Evidence that some of my most FranWhack, unworthy of investment, companies, are doing this may be seen in this week’s Nations Restaurant News (Vol 42 No 46), that reports on the front page that Cold Stone Creamery and others “sought profits as usual by signing up new franchisees”. What does that tell you? It tells you that a company that has to keep selling franchisees to keep its earnings on line isn’t generating earnings from operations sufficient to keep earnings on line.

The message from such really stupid revelations (the people from those companies who said such things will probably get slapped hard for their big mouths) is that they are engaging in accounting slight of hand in their financial statements and that they are certainly not saying to franchise investment prospects what the truth is about profits from operations. The truth may be buried somewhere in their financial statements, and maybe not. But the important thing is that such companies are not investment worthy. Intelligent, well informed franchise investors will not buy their franchises. Only suckers will buy their franchises, and they will appear on lamenting how they got ripped off, joining the other franchisees of these companies in their weekly dirge about their lousy franchisors.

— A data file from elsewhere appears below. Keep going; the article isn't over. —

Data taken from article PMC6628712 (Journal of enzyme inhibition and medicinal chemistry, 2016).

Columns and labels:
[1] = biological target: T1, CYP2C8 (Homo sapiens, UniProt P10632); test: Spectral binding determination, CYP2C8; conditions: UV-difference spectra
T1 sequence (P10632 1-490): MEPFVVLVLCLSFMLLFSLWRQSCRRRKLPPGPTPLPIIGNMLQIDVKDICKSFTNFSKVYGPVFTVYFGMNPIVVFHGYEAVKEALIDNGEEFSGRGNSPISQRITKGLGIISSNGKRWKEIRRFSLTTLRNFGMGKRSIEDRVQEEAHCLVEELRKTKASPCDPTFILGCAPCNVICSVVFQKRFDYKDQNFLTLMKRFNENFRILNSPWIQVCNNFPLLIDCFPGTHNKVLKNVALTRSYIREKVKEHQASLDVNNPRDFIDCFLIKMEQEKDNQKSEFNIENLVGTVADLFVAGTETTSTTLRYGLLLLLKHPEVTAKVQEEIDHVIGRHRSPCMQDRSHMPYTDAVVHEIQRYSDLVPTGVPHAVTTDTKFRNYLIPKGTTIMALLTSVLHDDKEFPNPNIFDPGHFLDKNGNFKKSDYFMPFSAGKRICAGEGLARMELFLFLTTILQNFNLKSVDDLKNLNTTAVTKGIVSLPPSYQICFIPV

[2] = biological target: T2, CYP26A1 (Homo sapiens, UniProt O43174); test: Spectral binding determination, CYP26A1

There are many articles on about franchise fraud. They are all available without charge. Read them. Send them to your lawyer or whoever else is advising you about investing in a franchise opportunity. Don’t do this with everything you have accumulated in this world without becoming well informed.

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Accounting Rules